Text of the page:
The longitude problem produced the greatest scientific quest in that era, driven in part by the Longitude Prize established by the British Parliament in 1714. The top scientific thinkers of that time, including Sir Isaac Newton, believed that the solution lay in creating an accurate map of the constellations and developing a series of calculations to determine longitude based on celestial sightings. The great European astronomical observatories, including the famed Greenwich Observatory near London which now marks the 0 degree longitude point, were established to win the race of mapping the heavens and earn the Longitude Prize. The prize, however, was eventually won by John Harrison, working alone in the English countryside, who developed an accurate “sea clock” (now called the chronometer) that would run accurately on a rolling, pitching ship at sea. By knowing the time at the starting port, as kept on the sea clock, and comparing it with local (solar) time, longitude could at last be easily determined at sea. The greatest location problem of an era was solved with a clock.
There are many other important examples of how time underpins our understanding of location. Time zones are an interesting study. Unlike Peter Girard’s Camino Del Sol, we have radically adjusted local solar time into standardized time zones in one-hour increments. In theory it should be simple to determine the time zones at any given location as each zone should cover a 15 degree swath of longitude, and therefore be readily programmable into our applications. But time zones have been established by political considerations and the actual time zone boundaries rarely align with the theoretical boundaries. Consequently, we need a GIS reference data layer to determine the correct time zone based on a lat/long coordinate.
The growing volume of geoanalytics rely heavily on the time dimension. How useful would traffic count data be for the study of transportation routes if we didn’t attach time of day to the traffic values, to cite but one example? A variety of time scales are often employed to expose patterns and generate new insights with time-stamped spatial data.
The greatest global location system yet created by humankind is based on a clock. The ubiquitous GPS system we all use today to determine location uses very accurate measurements of time, triangulated between satellites orbiting the earth and your position on the ground. This is possible with atomic clocks accurate to less than 1 microsecond. In fact, the accuracy of the GPS time signal is specified at 97 nanoseconds. Several other sensors well known in the GIS world, including sonar, radar, and lidar, use time to measure distance of a sound, radio, or laser signal sent from the sensor that reflects off of a surface and returns to the sensor.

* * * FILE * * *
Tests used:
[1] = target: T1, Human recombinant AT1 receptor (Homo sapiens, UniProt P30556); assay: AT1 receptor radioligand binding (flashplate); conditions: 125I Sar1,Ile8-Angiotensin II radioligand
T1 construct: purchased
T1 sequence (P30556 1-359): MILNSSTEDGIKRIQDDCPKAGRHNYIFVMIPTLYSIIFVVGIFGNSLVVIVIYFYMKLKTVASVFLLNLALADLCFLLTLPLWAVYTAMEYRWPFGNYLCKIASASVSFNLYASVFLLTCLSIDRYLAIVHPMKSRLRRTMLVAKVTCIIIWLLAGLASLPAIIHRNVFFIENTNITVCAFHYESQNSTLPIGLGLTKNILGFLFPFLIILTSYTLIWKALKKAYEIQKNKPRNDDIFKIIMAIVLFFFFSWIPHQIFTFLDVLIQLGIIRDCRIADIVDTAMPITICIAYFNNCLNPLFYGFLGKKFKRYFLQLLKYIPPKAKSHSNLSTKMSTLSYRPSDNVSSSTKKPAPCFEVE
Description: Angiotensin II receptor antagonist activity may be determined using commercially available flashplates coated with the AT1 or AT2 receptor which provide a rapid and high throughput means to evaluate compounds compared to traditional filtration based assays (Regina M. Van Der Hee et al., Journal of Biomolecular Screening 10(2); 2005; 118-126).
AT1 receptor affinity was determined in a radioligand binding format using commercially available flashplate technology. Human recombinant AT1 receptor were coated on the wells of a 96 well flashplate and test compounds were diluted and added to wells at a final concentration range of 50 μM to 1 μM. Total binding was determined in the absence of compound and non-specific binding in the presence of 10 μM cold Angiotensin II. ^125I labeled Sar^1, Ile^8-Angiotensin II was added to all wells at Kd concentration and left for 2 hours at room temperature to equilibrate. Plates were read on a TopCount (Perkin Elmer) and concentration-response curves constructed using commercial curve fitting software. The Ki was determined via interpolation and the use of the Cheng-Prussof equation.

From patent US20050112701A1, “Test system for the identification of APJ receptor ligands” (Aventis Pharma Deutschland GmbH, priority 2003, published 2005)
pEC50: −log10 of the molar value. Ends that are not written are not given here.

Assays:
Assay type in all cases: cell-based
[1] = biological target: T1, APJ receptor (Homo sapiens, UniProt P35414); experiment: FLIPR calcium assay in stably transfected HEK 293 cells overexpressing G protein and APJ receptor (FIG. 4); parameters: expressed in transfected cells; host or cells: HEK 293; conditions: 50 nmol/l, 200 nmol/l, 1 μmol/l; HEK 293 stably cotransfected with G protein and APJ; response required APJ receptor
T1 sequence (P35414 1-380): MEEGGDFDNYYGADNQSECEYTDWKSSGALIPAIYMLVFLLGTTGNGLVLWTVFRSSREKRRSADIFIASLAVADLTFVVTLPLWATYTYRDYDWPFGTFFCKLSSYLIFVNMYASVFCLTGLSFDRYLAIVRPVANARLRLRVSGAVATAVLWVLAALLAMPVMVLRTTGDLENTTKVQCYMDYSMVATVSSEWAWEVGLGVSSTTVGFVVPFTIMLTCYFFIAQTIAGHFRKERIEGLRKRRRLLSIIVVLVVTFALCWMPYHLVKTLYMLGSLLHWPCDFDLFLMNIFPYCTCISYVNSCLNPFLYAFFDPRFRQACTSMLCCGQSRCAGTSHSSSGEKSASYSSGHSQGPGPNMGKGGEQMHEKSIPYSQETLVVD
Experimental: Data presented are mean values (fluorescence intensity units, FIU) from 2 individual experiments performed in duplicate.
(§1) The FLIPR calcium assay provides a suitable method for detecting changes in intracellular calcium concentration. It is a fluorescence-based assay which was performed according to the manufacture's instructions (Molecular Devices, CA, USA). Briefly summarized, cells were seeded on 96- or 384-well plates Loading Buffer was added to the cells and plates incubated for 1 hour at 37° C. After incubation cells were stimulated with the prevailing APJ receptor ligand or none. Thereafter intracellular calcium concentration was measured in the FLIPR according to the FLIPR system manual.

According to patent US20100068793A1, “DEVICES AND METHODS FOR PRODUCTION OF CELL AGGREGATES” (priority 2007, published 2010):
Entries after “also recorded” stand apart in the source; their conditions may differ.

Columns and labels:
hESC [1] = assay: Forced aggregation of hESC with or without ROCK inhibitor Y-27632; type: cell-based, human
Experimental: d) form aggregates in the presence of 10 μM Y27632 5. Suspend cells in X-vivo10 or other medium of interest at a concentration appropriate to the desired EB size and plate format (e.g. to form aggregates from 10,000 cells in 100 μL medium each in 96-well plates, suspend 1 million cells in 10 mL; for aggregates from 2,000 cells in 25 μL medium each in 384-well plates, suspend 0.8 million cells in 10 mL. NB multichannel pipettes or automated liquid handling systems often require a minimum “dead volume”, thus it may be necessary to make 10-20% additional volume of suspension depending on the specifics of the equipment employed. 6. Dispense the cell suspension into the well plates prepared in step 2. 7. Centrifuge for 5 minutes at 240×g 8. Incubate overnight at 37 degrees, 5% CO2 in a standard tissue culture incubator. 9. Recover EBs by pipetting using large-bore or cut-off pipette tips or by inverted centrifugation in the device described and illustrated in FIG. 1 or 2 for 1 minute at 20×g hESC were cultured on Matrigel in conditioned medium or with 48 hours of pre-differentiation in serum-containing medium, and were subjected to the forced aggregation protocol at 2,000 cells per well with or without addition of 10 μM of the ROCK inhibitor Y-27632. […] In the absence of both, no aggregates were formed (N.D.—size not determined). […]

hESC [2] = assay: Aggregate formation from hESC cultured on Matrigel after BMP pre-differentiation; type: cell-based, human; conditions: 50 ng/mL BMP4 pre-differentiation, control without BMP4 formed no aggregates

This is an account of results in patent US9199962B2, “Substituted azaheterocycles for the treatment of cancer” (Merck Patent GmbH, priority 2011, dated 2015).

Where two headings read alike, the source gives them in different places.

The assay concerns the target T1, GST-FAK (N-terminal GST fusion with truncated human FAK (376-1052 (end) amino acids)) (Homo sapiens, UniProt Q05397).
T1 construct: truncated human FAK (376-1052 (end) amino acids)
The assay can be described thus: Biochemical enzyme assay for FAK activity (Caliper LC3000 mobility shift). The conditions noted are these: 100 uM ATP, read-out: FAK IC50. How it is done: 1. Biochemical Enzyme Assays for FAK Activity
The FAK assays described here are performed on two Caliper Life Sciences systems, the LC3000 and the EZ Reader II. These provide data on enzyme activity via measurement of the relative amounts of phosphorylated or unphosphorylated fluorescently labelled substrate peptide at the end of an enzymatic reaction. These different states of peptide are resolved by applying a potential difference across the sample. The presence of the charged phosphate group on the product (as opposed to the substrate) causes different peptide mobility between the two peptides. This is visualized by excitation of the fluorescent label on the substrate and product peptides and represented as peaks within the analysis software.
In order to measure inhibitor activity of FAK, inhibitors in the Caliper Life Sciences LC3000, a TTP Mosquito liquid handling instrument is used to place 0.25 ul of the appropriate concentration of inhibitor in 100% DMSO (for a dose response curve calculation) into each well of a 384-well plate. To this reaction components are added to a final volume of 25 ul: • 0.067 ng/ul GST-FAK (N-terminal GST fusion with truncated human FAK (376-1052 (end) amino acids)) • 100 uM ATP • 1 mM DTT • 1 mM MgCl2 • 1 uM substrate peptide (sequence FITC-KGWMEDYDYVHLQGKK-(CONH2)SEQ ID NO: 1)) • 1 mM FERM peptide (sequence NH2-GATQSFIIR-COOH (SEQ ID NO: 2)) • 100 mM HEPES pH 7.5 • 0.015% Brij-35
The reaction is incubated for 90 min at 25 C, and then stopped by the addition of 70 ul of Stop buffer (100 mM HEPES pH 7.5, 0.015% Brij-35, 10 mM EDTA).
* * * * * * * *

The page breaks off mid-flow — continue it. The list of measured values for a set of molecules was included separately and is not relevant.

I’ve also been thinking about time intervals measured in a career span. It’s in that context that I recognized the pattern of how GIS projects in my career follow the carpe geo model of exploration and experimentation from the origin of a simple request. This provides an interesting time contrast with the brief moments, parvum momentum, that occurred several times in my career and provided the realization that I was doing worthwhile things.
Einstein figured out that time is not a constant, that gravitational pull warps the time/space continuum. That idea is hard for me to grasp, but I can embrace the premise that our ability to accurately measure time is the basis for many aspects of determining location. In that sense, one could fairly say that time makes our careers as geographers possible. Perhaps that is one of the reasons I like old clocks so much.
Postscript: I recommend Longitude, by Dava Sobel, former Science Editor for The New York Times, which recounts the story of how John Harrison won the Longitude Prize.